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A Guide to the Bellamy Family Papers

Finding aid created by Gene Goldmintz

Digitization funded with the generous support of the National Historical Publications and Records Commission (NHPRC).

University of Florida Smathers Libraries - Special and Area Studies Collections
April 2007

Descriptive Summary

Creator: Bellamy family
Title: Bellamy Family Papers
Dates: 1825-1894
Bulk dates: 1847-1849; 1866-1872
Abstract: Correspondence amongst members of the Bellamy family and others.
Extent: 0.2 Linear feet. 1 box.
Identification: Ms 214
Language(s): English
Online ContentItems from this collection have been digitized and are available online in the UF Digital Collections. For more information please see the note below.

Biographical/Historical Note

John Bellamy (1776?- 1845) and his wife Margaret Bellamy (??-1847) moved to East Florida with their five children in 1821. The Bellamys were one of the first inhabitants of Tallahassee and longtime residents of Jefferson County. Through the labor of his seventy or more slaves Bellamy constructed a plantation near Miccosukee Lake where other wealthy "barons" lived (Davis 1944, 27). Establishing himself early on as a resilient entrepreneur, Bellamy grew rice, tobacco, cotton, and sugar cane amassing assets of over $87,000 in slaves, equipment, and financial holdings by the time of his death in 1845 (Jefferson County 1847, April 10).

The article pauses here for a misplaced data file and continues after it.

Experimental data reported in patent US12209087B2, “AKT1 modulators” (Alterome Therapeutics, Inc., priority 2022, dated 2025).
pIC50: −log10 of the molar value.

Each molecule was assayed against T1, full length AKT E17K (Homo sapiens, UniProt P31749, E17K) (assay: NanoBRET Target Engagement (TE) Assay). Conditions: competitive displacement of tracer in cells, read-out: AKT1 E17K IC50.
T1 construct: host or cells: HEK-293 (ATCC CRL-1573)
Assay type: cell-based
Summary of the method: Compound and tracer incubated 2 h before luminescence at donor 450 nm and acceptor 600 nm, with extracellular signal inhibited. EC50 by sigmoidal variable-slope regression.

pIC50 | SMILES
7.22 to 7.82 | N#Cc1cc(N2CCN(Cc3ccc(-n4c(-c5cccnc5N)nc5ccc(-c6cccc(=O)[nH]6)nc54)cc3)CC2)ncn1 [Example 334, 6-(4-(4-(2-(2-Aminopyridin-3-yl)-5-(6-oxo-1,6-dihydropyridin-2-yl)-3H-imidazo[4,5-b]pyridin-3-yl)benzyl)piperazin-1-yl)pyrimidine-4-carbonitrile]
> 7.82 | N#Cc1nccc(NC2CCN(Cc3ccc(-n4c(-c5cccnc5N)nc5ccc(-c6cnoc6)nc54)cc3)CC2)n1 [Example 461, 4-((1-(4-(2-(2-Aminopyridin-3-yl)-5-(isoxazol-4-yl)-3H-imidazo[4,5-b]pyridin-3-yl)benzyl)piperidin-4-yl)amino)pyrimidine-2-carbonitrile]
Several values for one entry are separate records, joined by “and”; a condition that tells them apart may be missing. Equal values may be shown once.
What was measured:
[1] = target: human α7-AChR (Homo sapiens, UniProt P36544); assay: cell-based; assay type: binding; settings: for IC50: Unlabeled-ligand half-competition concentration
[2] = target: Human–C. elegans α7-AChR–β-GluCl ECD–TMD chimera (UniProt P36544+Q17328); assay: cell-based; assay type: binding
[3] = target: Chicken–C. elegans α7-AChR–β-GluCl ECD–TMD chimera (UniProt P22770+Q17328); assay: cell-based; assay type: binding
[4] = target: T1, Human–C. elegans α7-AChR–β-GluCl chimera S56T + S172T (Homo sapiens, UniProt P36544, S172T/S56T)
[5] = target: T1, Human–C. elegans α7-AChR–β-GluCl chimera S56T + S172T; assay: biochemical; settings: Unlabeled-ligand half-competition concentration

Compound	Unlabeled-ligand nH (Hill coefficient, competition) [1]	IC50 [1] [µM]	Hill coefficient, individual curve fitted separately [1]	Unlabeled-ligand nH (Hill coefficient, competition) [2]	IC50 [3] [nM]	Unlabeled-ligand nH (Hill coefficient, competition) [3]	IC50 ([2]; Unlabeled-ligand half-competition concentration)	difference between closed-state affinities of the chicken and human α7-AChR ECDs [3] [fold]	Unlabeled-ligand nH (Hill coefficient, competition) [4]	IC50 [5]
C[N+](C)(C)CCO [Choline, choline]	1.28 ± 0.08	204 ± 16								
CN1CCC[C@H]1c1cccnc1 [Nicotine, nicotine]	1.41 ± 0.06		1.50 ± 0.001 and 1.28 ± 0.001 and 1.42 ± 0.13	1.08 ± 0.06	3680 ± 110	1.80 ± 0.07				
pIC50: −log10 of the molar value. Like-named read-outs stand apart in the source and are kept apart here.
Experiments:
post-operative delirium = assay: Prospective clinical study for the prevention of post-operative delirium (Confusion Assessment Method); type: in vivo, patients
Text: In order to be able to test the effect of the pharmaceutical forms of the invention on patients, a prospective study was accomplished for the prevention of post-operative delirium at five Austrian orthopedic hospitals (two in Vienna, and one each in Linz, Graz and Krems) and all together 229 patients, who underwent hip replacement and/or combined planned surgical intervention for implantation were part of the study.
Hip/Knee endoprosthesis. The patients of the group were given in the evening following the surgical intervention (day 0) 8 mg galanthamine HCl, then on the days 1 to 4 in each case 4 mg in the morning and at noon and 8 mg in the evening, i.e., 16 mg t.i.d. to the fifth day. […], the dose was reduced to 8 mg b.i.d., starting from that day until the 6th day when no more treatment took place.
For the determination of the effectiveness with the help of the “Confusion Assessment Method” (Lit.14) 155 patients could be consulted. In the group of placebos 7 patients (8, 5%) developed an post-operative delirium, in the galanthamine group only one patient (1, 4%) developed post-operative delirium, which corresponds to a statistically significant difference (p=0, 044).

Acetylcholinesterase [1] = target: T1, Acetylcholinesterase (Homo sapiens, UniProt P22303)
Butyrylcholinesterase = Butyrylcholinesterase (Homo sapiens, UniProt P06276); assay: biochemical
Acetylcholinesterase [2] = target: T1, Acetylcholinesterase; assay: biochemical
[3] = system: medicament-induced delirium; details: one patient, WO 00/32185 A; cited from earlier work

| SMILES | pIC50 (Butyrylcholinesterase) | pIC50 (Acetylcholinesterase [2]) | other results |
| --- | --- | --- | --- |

John Bellamy was closely associated with construction of a major east-west thoroughfare across Florida. Known as the Bellamy Road, it roughly followed the old Mission Trail. Prior to the construction of this road the only other major highway in Florida was the King's Road, constructed by the British in 1763 to run from St. Augustine to Colerain, Georgia (Rerick 1902, 165). John Bellamy agreed to complete the portion of the Bellamy Road that ran from the Ochlockonee River to the St. Johns River for a sum of $13,500 (Boyd 1936, 160, 161). Construction began on December 21, 1824 with Bellamy's own equipment and slaves. The Bellamy Road was completed in 1826.

A family history and genealogy by Mary Walker, a Bellamy descendant, is included on CD in this collection; compiled and written 2009-2010.

Sources: Grenelle, Eleanor Hortense, The Bellamys of Territorial Florida (Master's Thesis, University of Florida, 1953). Book of Inventories and Appraisements, and Account of Sales (Jefferson County, September 15, 1846). "The Tallahassee Historical Society's 'Apalachee': Tallahassee Through Territorial Days," Florida Historical Quarterly 23 (July) 1944: 27-28. Rerick, R.H., Memories of Florida, 2 Vols., edited by Francis P. Fleming (Atlanta: Southern Historical Association, 1902). Boyd, M.F., "The First American Road in Florida: Pensacola-St. Augustine Highway, 1824, Part II," Florida Historical Quarterly 14 (January) 1936: 139-192.

Scope and Content